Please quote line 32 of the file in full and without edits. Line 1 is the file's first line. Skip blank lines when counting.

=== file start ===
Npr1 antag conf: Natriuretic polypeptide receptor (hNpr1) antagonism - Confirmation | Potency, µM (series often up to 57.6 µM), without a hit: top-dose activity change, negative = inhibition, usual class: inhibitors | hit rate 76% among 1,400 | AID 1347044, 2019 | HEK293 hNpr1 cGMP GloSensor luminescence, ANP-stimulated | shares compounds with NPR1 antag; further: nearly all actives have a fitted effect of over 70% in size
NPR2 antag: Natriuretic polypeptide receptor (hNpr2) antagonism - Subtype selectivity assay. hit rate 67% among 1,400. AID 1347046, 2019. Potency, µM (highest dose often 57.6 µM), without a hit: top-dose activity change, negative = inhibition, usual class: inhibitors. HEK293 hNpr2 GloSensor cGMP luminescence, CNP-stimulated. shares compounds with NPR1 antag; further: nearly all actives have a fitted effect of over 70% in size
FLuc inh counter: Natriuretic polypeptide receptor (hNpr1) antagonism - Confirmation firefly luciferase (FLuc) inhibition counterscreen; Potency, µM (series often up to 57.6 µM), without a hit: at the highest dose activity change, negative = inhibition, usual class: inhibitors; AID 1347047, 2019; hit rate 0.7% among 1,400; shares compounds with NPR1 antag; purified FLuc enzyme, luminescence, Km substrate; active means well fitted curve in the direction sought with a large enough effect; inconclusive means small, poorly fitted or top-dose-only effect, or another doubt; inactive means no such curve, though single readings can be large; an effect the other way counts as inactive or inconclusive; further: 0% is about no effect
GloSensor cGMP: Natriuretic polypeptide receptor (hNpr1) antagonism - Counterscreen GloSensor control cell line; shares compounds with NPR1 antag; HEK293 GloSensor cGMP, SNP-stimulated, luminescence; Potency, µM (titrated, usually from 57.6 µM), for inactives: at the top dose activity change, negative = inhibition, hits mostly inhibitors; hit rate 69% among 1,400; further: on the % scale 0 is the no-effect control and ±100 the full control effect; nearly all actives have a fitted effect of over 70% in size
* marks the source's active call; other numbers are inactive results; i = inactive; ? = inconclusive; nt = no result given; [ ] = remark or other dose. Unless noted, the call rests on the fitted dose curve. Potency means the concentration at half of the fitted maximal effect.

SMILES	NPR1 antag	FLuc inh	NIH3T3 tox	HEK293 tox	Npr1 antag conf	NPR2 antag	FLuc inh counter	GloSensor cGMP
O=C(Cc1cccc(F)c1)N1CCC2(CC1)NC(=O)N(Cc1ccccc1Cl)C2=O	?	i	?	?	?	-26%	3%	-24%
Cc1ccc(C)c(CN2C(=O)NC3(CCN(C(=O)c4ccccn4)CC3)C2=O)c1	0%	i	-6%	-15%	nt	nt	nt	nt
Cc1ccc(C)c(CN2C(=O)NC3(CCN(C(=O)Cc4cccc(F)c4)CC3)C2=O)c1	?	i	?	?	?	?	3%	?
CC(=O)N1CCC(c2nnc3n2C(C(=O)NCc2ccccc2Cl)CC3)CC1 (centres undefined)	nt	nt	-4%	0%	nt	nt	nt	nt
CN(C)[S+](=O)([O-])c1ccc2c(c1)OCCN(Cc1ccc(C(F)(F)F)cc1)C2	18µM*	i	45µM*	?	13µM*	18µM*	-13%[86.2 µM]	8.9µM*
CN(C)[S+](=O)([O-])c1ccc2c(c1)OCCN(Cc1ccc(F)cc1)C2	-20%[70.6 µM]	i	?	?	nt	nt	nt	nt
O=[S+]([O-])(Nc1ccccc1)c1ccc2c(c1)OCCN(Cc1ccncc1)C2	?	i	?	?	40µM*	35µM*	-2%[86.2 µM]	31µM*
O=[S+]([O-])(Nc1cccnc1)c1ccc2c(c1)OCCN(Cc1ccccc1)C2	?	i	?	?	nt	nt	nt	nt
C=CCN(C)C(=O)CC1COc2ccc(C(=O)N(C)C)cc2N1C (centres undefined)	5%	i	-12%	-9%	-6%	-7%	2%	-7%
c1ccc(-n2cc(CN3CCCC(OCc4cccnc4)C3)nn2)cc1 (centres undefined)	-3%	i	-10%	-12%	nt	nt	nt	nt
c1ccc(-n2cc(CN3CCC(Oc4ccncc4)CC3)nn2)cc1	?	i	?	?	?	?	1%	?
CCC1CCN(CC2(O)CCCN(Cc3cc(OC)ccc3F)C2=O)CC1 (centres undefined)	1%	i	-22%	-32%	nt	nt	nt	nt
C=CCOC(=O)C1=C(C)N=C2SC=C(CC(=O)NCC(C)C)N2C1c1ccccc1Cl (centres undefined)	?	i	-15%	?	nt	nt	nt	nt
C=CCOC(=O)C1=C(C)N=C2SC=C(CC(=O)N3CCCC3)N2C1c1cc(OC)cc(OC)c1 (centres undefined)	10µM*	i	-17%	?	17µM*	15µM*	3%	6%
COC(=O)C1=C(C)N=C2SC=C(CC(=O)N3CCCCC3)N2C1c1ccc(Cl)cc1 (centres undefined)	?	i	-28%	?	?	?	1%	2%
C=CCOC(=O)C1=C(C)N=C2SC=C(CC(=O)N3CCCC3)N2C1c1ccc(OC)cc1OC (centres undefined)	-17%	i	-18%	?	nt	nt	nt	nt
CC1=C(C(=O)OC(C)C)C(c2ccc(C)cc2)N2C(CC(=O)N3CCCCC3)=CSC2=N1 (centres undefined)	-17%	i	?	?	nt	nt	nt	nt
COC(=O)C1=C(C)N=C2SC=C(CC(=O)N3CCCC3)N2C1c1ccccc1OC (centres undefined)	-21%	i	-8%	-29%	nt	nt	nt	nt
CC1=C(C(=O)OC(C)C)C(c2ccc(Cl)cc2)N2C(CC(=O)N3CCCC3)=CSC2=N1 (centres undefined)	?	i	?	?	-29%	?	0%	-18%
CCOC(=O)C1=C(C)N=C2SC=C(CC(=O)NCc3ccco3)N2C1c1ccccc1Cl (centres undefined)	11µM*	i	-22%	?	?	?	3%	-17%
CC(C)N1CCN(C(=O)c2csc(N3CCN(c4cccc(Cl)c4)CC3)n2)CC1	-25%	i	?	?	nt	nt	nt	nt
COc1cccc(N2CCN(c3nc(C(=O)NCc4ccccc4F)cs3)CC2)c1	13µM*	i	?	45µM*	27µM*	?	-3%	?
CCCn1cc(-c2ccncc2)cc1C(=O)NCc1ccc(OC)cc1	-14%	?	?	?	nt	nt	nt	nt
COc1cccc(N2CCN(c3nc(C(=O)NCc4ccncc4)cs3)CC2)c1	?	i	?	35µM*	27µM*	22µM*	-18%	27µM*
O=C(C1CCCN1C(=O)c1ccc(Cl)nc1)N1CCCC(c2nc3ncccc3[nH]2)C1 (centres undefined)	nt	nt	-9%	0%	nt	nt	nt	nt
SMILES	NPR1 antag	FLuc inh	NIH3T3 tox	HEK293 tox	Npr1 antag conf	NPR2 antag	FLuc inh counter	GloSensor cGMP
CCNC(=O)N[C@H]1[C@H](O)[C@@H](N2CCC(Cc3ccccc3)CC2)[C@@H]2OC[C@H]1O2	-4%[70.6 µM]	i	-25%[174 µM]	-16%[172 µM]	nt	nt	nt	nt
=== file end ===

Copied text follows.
SMILES	NPR1 antag	FLuc inh	NIH3T3 tox	HEK293 tox	Npr1 antag conf	NPR2 antag	FLuc inh counter	GloSensor cGMP